The school closures this spring, along with the national efforts to deliver instruction online, has certainly challenged all stakeholders. There have been successes: implementing new technologies, a renewed focus on instructional and social-emotional priorities, creative lessons/projects, and increased parent engagement. Naturally, there have been potential pitfalls: technology access inequities, delivery of additional services such as food and healthcare, and potential loss or delay in key literacy and skills acquisition.

It seems safe to say that most educators, students, and families will be happy if they do indeed return to school in the fall. That being said, we have experienced something that I have queried for a long time. What would it be like if students—especially at the secondary level—chose what is and has been available to them all for quite some time? And that is attending school completely online.

For our secondary learners, I have long argued that much of their interest and engagement in continuing to attend school in face-to-face environments has been the connection to co-curricular and extra-curricular activities, teams, performing groups, and social opportunities. And now that they have experienced distance or virtual learning full-time and could choose to continue to do that anytime, what will keep them coming to school beyond the aforementioned outside-of-class features?

As a lifelong secondary educator, I think we may want to demonstrate what high schools can do that is not necessarily easily replicated online. We may want to acknowledge that face-to-face environments may offer some advantages to students in terms of their skill development, experiences, and real-world preparation. Here are five ways high schools may want to consider maximizing their efforts if they hope to continue to keep students coming and attending their face-to- face environments:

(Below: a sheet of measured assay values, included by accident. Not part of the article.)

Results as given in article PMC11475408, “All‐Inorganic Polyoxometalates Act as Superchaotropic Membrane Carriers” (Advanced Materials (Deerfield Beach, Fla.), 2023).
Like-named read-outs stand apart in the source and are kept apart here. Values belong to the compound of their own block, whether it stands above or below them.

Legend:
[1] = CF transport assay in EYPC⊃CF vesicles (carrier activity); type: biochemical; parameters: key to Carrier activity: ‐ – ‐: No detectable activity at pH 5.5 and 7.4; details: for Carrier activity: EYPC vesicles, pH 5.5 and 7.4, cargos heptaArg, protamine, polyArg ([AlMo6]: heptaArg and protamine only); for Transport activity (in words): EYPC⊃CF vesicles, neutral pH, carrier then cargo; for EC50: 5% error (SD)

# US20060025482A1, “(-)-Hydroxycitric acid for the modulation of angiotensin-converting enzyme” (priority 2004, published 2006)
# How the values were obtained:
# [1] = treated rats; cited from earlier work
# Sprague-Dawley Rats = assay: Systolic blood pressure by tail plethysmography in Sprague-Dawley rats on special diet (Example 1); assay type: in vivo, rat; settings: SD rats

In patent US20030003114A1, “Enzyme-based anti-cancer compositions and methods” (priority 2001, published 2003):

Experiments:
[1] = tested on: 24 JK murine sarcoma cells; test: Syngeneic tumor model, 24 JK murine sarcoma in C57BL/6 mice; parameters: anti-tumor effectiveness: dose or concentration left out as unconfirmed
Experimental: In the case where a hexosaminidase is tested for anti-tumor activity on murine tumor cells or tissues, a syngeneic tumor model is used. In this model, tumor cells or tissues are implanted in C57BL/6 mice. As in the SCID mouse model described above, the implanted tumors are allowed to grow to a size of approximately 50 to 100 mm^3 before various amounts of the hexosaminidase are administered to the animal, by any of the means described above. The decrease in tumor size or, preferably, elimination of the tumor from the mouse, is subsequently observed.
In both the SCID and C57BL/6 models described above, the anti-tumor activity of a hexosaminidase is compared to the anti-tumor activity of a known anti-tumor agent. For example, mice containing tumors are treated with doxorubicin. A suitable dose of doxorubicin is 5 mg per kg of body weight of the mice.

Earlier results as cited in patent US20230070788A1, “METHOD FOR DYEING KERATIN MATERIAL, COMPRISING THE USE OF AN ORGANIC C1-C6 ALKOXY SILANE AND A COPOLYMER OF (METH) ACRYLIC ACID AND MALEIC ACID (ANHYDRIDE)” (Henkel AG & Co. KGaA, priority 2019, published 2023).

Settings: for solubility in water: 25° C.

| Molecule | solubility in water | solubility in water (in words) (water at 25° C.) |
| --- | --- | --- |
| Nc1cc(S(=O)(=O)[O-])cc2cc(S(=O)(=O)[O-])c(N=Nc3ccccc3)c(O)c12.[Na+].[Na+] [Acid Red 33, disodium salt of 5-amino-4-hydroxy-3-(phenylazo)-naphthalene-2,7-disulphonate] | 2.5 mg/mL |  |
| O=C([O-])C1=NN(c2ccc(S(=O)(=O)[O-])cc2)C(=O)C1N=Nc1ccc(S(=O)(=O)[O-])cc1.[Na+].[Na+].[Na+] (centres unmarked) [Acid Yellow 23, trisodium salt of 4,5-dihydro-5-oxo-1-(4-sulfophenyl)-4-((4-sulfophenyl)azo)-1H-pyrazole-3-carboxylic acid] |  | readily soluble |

Pro Gear, Equipment, Technology and Resources

Consider things that would not probably be available at home. Although things like 3D printers are becoming more affordable and available for home use, what about welders, plasma cutters, high-end cameras, studios, specialized software, maker spaces, STEAM/STEM labs, and so much more? Schools should be seeing what is happening both in industry and the real world and offer students that access at school. All of our schools need to have pro labs in a variety of areas that cannot be found at home or online. If not, they may not see the value or relevance.

Industry Partners, Work-Based Experiences and Community Networks

Community and work-based projects and opportunities are not only powerful, but necessary to the future of our students’ skill sets for future careers. Although there are many ways to do this virtually, we have to acknowledge that schools have the ability and the capacity to forge partnerships with employers, industry leaders, non-profits, community groups, and so many others that individual students cannot necessarily facilitate on their own. The more professional relationships and partnerships schools can foster for their students, the more value they will have.

Power of the Cohort